#Whywait to love your body?

#Whywait to love your body?

Marie Claire has taken a new approach to self-loving with their new #Whywait initiative.

B&T Magazine
Posted by B&T Magazine

After learning that most women do not begin to love their body until they’re 45, Marie Claire wanted to try and change this thinking so more woman can learn to love their bodies earlier.

Marie Claire approached ad agencies with a brief of creating an ad that can make women love their bodies now, not later.

The ads produced by six different agencies are heartfelt, dynamic and maybe a little shocking.

The beautiful pudginess of a new baby has many cooing over how cute it is, how adorable its rolls are with its gleaming smile.

However, what we adore in babies we often find unappealing in ourselves.

The ad by OgilvyOne features the image of a gorgeous baby with the text “She’s perfect. Until we teach her otherwise”.

“You’re not born hating your body, it’s something that you’re taught. We wanted to send an optimistic message – that these sorts of learned behaviours can be unlearned,” OglivyOne said on Marie Claire’s website.

Publicis Mojo took a different take on Helen Reddy’s “I am woman, hear me roar” lyrics with “I am woman, hear me ramble” and following on with a list of attributes about their body they don’t like.

M&C Saatchi took inspiration from the social media trend of #nofilter, with the main text of their ad reading #nofilterme.

“Inspired by the social media practice of hashtagging ‘nofilter’ to mark unfiltered photography, we wanted to empower women to get involved and celebrate themselves ‘unfiltered’,” M&C Saatchi said on Marie Claire’s website.

In a confronting image Airbone adopted an image of a young girl on the scales exclaiming “mummy, I want to be just like you”, leaving us with the scary recognition that children can often mimic our behaviour.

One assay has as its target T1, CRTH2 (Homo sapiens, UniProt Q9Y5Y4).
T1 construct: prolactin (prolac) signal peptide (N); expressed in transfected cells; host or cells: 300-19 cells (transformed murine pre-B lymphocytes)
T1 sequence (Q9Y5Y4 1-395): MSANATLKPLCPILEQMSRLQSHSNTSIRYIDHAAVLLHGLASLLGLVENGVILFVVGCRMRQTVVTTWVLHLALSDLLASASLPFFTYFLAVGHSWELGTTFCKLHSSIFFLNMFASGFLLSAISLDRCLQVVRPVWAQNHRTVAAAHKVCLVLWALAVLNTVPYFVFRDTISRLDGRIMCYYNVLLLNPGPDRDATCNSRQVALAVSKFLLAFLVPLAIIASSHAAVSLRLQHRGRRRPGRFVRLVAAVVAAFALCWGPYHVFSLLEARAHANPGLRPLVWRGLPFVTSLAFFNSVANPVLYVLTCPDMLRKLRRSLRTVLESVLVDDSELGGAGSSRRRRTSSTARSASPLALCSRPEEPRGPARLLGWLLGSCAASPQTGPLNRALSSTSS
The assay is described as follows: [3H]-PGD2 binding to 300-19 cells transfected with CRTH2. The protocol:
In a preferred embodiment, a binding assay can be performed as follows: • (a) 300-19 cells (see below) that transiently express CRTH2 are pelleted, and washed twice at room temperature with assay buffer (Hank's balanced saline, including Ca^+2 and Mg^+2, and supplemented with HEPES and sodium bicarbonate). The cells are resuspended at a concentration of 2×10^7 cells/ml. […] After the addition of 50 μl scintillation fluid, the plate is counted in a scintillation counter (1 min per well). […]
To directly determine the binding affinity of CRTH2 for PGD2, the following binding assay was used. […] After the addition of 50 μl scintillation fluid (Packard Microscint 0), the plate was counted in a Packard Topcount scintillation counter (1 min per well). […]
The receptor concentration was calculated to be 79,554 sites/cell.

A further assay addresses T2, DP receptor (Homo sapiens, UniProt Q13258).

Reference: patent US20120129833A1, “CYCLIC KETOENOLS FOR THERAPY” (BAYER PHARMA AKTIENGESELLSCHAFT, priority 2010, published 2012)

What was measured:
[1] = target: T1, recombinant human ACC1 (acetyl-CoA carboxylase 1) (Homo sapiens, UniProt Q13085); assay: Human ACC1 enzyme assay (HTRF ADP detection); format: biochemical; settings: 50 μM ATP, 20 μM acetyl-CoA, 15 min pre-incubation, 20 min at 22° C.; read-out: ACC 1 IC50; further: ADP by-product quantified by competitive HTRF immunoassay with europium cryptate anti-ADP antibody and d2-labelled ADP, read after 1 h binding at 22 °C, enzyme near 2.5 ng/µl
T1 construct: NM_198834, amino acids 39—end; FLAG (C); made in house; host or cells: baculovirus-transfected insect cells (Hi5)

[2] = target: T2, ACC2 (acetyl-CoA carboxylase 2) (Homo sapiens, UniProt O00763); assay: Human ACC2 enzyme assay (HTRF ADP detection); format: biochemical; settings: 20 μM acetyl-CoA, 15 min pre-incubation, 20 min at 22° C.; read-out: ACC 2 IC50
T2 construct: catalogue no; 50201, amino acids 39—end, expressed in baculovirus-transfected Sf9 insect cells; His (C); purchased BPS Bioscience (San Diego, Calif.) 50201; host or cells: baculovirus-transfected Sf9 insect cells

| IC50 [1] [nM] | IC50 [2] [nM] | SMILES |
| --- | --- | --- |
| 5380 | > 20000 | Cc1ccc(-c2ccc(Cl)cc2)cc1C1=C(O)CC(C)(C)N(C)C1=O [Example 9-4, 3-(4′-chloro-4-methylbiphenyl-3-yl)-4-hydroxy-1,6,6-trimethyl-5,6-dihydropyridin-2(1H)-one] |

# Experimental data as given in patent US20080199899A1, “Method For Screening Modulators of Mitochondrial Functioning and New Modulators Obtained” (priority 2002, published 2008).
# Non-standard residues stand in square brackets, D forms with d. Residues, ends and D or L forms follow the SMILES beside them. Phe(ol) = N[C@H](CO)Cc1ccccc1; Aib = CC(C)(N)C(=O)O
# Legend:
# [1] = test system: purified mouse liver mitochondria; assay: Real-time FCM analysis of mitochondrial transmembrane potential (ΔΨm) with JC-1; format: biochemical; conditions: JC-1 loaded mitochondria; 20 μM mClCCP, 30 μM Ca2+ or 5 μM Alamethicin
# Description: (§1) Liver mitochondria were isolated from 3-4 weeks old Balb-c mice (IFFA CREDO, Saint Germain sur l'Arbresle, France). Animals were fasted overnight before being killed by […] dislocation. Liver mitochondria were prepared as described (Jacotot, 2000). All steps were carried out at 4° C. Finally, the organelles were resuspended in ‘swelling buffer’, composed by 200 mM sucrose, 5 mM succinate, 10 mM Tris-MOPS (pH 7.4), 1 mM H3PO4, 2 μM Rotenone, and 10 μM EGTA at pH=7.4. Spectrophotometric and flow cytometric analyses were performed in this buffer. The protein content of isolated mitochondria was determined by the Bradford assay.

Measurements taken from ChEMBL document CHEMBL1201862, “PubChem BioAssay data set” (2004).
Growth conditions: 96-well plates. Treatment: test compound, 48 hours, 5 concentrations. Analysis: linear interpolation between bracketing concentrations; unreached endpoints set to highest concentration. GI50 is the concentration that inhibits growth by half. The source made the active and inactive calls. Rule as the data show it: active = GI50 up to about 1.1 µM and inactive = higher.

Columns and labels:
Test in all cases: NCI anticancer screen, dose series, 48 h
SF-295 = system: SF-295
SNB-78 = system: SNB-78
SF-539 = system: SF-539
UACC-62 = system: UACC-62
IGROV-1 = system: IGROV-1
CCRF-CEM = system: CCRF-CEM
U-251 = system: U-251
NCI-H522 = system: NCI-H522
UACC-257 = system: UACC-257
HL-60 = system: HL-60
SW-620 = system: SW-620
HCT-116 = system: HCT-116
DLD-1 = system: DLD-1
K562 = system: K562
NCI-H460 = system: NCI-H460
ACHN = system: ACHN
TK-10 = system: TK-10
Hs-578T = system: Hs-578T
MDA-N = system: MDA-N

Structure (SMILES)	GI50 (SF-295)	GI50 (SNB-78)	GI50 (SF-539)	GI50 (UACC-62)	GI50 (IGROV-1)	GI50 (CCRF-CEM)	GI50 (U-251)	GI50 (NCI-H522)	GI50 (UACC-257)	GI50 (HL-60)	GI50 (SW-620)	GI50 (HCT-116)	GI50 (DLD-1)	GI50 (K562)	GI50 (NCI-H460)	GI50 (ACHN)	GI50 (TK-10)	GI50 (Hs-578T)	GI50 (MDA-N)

Whybin\TBWA’s aim of using a curvaceous variation of the traditional love heart was to be able to talk to everyone, conveying the message “love comes in more than just one shape”.

In a simple yet effective image DDB Group Sydney used the calming effects of a watercolour brush, hinting at the hourglass womanly shape.

“The idea is that there is often a huge distinction between how a woman looks and how she feels, and that your body is more beautiful than you think,” DDB Group Sydney said on Marie Claire’s website.

The Marie Claire initiative invites women of all shapes and sizes to participate, taking a photo of themselves with the #whywait sign and uploading it to social media to help spread the word.

Check out the website here for all ads and more information.

Another campaign trying to make us love ourselves is Dove’s Real Life Sketches that explores how women view their own looks compared to what others see.

The campaign was a response to a survey which showed 54% of women globally say they are their own worst beauty critic, a similarly shocking figure to Marie Claire’s of women not loving their body until they’re 45.

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